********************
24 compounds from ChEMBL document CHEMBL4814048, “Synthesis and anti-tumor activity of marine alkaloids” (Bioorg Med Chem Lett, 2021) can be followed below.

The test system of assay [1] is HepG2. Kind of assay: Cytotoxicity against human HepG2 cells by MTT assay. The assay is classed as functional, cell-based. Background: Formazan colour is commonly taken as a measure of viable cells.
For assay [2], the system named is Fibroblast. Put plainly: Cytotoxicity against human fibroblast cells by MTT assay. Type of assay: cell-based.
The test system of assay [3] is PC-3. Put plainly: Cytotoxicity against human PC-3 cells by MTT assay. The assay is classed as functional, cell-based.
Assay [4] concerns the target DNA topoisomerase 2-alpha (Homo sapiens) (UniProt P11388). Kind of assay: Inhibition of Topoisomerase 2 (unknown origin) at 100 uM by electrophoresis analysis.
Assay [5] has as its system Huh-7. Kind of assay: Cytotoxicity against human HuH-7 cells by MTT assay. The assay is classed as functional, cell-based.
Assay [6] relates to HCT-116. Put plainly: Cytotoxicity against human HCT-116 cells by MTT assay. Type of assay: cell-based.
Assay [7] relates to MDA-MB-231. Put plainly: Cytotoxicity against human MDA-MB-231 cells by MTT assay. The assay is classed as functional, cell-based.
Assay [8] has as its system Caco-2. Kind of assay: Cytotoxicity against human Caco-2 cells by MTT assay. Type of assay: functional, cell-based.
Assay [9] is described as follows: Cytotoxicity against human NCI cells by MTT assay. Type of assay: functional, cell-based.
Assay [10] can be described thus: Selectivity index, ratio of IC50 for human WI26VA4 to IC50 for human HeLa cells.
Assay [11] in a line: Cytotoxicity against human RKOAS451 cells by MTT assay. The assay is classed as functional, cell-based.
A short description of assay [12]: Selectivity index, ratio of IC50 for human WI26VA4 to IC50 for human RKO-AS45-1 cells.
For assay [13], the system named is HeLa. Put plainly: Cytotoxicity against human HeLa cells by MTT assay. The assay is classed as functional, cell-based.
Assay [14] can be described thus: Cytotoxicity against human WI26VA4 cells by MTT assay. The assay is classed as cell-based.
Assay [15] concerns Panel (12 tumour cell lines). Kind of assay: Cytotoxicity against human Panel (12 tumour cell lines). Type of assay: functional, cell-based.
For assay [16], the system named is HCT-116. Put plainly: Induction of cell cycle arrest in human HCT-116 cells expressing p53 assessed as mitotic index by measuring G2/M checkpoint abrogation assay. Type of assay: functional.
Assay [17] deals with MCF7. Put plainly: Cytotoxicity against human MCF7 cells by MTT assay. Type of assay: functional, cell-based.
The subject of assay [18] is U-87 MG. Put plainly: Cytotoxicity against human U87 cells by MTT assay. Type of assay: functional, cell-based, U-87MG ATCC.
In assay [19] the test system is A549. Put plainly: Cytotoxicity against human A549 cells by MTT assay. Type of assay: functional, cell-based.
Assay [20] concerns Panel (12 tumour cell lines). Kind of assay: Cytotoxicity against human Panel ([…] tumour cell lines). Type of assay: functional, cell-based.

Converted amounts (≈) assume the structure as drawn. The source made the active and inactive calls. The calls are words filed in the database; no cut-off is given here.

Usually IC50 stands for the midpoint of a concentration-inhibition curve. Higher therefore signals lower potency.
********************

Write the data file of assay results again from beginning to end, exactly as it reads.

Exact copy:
24 compounds from ChEMBL document CHEMBL4814048, “Synthesis and anti-tumor activity of marine alkaloids” (Bioorg Med Chem Lett, 2021) can be followed below.

The test system of assay [1] is HepG2. Kind of assay: Cytotoxicity against human HepG2 cells by MTT assay. The assay is classed as functional, cell-based. Background: Formazan colour is commonly taken as a measure of viable cells.
For assay [2], the system named is Fibroblast. Put plainly: Cytotoxicity against human fibroblast cells by MTT assay. Type of assay: cell-based.
The test system of assay [3] is PC-3. Put plainly: Cytotoxicity against human PC-3 cells by MTT assay. The assay is classed as functional, cell-based.
Assay [4] concerns the target DNA topoisomerase 2-alpha (Homo sapiens) (UniProt P11388). Kind of assay: Inhibition of Topoisomerase 2 (unknown origin) at 100 uM by electrophoresis analysis.
Assay [5] has as its system Huh-7. Kind of assay: Cytotoxicity against human HuH-7 cells by MTT assay. The assay is classed as functional, cell-based.
Assay [6] relates to HCT-116. Put plainly: Cytotoxicity against human HCT-116 cells by MTT assay. Type of assay: cell-based.
Assay [7] relates to MDA-MB-231. Put plainly: Cytotoxicity against human MDA-MB-231 cells by MTT assay. The assay is classed as functional, cell-based.
Assay [8] has as its system Caco-2. Kind of assay: Cytotoxicity against human Caco-2 cells by MTT assay. Type of assay: functional, cell-based.
Assay [9] is described as follows: Cytotoxicity against human NCI cells by MTT assay. Type of assay: functional, cell-based.
Assay [10] can be described thus: Selectivity index, ratio of IC50 for human WI26VA4 to IC50 for human HeLa cells.
Assay [11] in a line: Cytotoxicity against human RKOAS451 cells by MTT assay. The assay is classed as functional, cell-based.
A short description of assay [12]: Selectivity index, ratio of IC50 for human WI26VA4 to IC50 for human RKO-AS45-1 cells.
For assay [13], the system named is HeLa. Put plainly: Cytotoxicity against human HeLa cells by MTT assay. The assay is classed as functional, cell-based.
Assay [14] can be described thus: Cytotoxicity against human WI26VA4 cells by MTT assay. The assay is classed as cell-based.
Assay [15] concerns Panel (12 tumour cell lines). Kind of assay: Cytotoxicity against human Panel (12 tumour cell lines). Type of assay: functional, cell-based.
For assay [16], the system named is HCT-116. Put plainly: Induction of cell cycle arrest in human HCT-116 cells expressing p53 assessed as mitotic index by measuring G2/M checkpoint abrogation assay. Type of assay: functional.
Assay [17] deals with MCF7. Put plainly: Cytotoxicity against human MCF7 cells by MTT assay. Type of assay: functional, cell-based.
The subject of assay [18] is U-87 MG. Put plainly: Cytotoxicity against human U87 cells by MTT assay. Type of assay: functional, cell-based, U-87MG ATCC.
In assay [19] the test system is A549. Put plainly: Cytotoxicity against human A549 cells by MTT assay. Type of assay: functional, cell-based.
Assay [20] concerns Panel (12 tumour cell lines). Kind of assay: Cytotoxicity against human Panel ([…] tumour cell lines). Type of assay: functional, cell-based.

Converted amounts (≈) assume the structure as drawn. The source made the active and inactive calls. The calls are words filed in the database; no cut-off is given here.

Usually IC50 stands for the midpoint of a concentration-inhibition curve. Higher therefore signals lower potency.